More than any Justice who has sat on the United States Supreme Court, Associate Justice Robert H. Jackson explained how our Eighteenth Century Constitution – that "Eighteenth-Century sketch of a government hoped for" – struggles both to preserve fundamental liberties and to protect the nation against fundamental threats. Drawing upon his collective experience as a solo practitioner with only one year of formal legal education at Albany Law School; government tax and antitrust lawyer, Solicitor General, and Attorney General in the Roosevelt Administration; Associate Justice to the Supreme Court; and Representative and Chief of Counsel for the United States at Nuremberg, Justice ...


Solving Problems Vs. Claiming Rights: The Pragmatist Challenge To Legal Liberalism, William H. Simon Jan 2004

Solving Problems Vs. Claiming Rights: The Pragmatist Challenge To Legal Liberalism, William H. Simon

Faculty Scholarship

Recent developments in both theory and practice have inspired a new understanding of public interest lawyering. The theoretical development is an intensified interest in Pragmatism. The practical development is the emergence of a style of social reform that seeks to institutionalize the Pragmatist vision of democratic governance as learning and experimentation. This style is reflected in a variety of innovative responses to social problems, including drug courts, ecosystem management, and "new accountability" educational reform. The new understanding represents a significant challenge to an influential view of law among politically liberal lawyers over the past fifty years. That view, Legal Liberalism ...


Toyota Jurisprudence: Legal Theory And Rolling Rule Regimes, William H. Simon Jan 2004

Toyota Jurisprudence: Legal Theory And Rolling Rule Regimes, William H. Simon

Faculty Scholarship

The engineering ideas associated with the Toyota Production System form a model of social organization that departs from bedrock assumptions of mainstream legal thought in both its rights-and-principles and law-and-economics variants.

In contrast to mainstream thought, the Toyota system (1) emphasizes the goals of learning and innovation (rather than of dispute resolution and the vindication of established norms and preferences), (2) combines the normative explicitness associated with formal rules with the continuous adjustment to particularity associated with informal norms (no dialectic of rules and standards), (3) treats normative decisionmaking in hard cases as presumptively collective and interdisciplinary (rather than the ...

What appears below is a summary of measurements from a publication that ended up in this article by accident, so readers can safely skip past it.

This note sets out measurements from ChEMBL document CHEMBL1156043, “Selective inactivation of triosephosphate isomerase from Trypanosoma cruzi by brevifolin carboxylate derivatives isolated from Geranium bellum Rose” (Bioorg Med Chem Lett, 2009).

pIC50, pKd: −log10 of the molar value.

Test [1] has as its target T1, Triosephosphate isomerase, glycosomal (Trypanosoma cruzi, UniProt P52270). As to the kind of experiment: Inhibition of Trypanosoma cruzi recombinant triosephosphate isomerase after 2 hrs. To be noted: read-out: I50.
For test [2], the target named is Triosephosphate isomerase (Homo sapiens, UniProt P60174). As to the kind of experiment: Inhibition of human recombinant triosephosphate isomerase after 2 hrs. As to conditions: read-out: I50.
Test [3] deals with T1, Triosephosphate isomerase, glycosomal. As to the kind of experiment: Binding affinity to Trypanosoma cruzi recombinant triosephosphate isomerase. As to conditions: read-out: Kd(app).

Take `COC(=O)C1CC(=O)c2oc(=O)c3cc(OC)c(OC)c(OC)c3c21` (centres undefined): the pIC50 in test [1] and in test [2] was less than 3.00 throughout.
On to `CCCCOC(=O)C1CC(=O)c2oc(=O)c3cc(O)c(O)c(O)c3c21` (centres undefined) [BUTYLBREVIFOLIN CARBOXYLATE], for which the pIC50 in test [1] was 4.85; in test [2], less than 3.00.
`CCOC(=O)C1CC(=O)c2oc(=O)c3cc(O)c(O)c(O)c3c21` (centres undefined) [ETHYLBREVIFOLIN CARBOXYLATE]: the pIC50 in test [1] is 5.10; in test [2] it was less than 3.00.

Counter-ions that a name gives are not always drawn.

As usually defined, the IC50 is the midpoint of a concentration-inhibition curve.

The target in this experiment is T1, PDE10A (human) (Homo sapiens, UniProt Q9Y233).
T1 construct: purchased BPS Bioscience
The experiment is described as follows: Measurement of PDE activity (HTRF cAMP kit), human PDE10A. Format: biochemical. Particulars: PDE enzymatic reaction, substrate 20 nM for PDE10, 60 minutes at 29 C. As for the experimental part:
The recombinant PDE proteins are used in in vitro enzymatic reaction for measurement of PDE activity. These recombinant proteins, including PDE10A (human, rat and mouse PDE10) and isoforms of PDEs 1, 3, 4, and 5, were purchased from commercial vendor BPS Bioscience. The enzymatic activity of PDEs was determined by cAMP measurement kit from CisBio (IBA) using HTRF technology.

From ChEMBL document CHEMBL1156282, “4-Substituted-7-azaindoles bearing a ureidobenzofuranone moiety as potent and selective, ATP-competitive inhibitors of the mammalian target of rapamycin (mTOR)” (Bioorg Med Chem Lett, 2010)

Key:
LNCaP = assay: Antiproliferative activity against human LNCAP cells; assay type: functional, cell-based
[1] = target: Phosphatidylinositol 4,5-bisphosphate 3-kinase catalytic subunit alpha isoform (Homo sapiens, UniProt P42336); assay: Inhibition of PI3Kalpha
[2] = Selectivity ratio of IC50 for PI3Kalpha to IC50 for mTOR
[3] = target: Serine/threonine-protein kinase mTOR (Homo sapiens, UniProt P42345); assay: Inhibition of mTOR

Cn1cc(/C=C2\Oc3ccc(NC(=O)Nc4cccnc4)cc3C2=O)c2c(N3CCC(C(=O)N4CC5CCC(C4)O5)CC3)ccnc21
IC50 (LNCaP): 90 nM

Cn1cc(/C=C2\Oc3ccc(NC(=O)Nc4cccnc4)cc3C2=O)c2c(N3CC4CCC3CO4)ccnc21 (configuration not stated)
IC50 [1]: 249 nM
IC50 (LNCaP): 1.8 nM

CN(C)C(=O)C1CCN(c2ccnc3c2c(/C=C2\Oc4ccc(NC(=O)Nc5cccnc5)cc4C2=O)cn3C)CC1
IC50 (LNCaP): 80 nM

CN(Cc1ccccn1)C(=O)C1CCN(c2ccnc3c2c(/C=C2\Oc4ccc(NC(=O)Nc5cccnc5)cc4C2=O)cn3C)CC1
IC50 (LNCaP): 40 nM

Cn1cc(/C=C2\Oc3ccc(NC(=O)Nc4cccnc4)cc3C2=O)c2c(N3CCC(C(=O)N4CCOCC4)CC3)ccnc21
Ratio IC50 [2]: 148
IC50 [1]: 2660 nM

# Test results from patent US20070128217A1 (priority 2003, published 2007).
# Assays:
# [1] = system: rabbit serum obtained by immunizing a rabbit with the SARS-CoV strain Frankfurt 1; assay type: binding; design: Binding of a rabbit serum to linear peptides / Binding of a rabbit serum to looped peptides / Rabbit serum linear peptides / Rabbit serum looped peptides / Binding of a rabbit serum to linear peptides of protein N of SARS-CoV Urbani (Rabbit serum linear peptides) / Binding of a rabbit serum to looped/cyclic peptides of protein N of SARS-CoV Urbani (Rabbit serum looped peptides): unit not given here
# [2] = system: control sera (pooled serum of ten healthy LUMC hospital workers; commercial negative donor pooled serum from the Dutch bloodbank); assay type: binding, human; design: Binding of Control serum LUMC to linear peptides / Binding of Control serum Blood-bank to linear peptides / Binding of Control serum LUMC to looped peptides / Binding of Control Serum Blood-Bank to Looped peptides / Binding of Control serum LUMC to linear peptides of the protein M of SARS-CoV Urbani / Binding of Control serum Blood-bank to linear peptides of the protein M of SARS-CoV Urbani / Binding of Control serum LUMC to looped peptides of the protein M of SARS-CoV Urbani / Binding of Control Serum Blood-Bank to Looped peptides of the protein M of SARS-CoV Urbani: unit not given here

Incorporation By Law, Joseph Raz Jan 2004

Incorporation By Law, Joseph Raz

Faculty Scholarship

My purpose here is to examine the question of how the law can be incorporated within morality and how the existence of the law can impinge on our moral rights and duties, a question (or questions) which is a central aspect of the broad question of the relation between law and morality. My conclusions cast doubts on the incorporation thesis, that is, the view that moral principles can become part of the law of the land by incorporation.


The Role Of Well-Being, Joseph Raz Jan 2004

The Role Of Well-Being, Joseph Raz

Faculty Scholarship

"Well-being" signifies the good life, the life which is good for the person whose life it is. I have argued that well-being consists in a wholehearted and successful pursuit of valuable relationships and goals. This view, a little modified, is defended , but the main aim of the article is to consider the role of well-being in practical thought. In particular I will examine a suggestion which says that when we care about people, and when we ought to care about people, what we do, or ought to, care about is their well-being. The suggestion is indifferent to who cares and ...


Equality And The Forms Of Justice, Susan Sturm Jan 2003

Equality And The Forms Of Justice, Susan Sturm

Faculty Scholarship

Justice and equality are simultaneously noble and messy aspirations for law. They inspire and demand collective striving toward principle, through the unflinching comparison of the "is" and the "ought." Yet, law operates in the world of the practical, tethered to the realities of dispute processing and implementation. The work of many great legal scholars and activists occupies this unstable space between principle and practice. Owen Fiss is one such scholar, attempting to straddle the world of the here-and-now and the imagined and then deliberately constructed future, the contours of which have been established during the founding moments of our constitutional ...